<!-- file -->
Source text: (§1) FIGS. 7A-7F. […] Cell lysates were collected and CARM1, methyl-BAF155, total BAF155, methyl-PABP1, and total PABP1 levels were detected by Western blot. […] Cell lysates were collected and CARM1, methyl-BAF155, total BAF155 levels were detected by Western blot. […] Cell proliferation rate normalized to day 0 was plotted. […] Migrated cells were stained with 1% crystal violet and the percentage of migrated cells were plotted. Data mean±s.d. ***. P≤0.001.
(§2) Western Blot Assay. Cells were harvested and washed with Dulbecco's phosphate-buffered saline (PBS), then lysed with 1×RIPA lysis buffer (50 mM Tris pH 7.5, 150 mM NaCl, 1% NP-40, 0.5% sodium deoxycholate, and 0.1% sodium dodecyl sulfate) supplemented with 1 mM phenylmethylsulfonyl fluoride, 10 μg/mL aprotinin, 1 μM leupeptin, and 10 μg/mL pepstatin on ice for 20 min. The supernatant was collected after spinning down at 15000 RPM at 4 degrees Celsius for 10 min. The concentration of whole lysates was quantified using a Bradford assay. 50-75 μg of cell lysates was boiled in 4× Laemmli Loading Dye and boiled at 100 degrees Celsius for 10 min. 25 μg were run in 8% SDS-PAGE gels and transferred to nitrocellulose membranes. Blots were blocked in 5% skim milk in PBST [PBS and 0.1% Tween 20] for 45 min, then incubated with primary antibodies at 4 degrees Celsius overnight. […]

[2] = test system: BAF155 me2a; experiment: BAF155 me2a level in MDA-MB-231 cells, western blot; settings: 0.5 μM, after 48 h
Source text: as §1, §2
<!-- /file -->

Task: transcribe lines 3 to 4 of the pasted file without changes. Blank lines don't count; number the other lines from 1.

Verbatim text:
[2] = test system: BAF155 me2a; experiment: BAF155 me2a level in MDA-MB-231 cells, western blot; settings: 0.5 μM, after 48 h
Source text: as §1, §2